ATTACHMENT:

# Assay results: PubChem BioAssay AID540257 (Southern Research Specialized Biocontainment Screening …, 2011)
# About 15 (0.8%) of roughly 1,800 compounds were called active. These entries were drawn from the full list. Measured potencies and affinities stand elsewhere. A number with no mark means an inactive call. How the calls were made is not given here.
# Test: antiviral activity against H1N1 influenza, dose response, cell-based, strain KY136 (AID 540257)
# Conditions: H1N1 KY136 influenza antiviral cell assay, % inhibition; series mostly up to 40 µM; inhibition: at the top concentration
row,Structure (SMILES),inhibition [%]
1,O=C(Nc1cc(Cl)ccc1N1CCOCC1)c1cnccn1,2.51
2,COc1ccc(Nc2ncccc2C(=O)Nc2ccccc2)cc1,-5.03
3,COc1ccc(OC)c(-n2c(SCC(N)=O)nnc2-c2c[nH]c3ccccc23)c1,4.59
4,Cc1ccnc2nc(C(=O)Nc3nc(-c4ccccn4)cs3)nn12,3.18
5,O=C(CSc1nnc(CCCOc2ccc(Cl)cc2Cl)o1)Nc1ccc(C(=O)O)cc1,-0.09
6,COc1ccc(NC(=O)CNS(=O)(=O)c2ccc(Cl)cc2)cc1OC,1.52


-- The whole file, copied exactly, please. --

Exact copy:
# Assay results: PubChem BioAssay AID540257 (Southern Research Specialized Biocontainment Screening …, 2011)
# About 15 (0.8%) of roughly 1,800 compounds were called active. These entries were drawn from the full list. Measured potencies and affinities stand elsewhere. A number with no mark means an inactive call. How the calls were made is not given here.
# Test: antiviral activity against H1N1 influenza, dose response, cell-based, strain KY136 (AID 540257)
# Conditions: H1N1 KY136 influenza antiviral cell assay, % inhibition; series mostly up to 40 µM; inhibition: at the top concentration
row,Structure (SMILES),inhibition [%]
1,O=C(Nc1cc(Cl)ccc1N1CCOCC1)c1cnccn1,2.51
2,COc1ccc(Nc2ncccc2C(=O)Nc2ccccc2)cc1,-5.03
3,COc1ccc(OC)c(-n2c(SCC(N)=O)nnc2-c2c[nH]c3ccccc23)c1,4.59
4,Cc1ccnc2nc(C(=O)Nc3nc(-c4ccccn4)cs3)nn12,3.18
5,O=C(CSc1nnc(CCCOc2ccc(Cl)cc2Cl)o1)Nc1ccc(C(=O)O)cc1,-0.09
6,COc1ccc(NC(=O)CNS(=O)(=O)c2ccc(Cl)cc2)cc1OC,1.52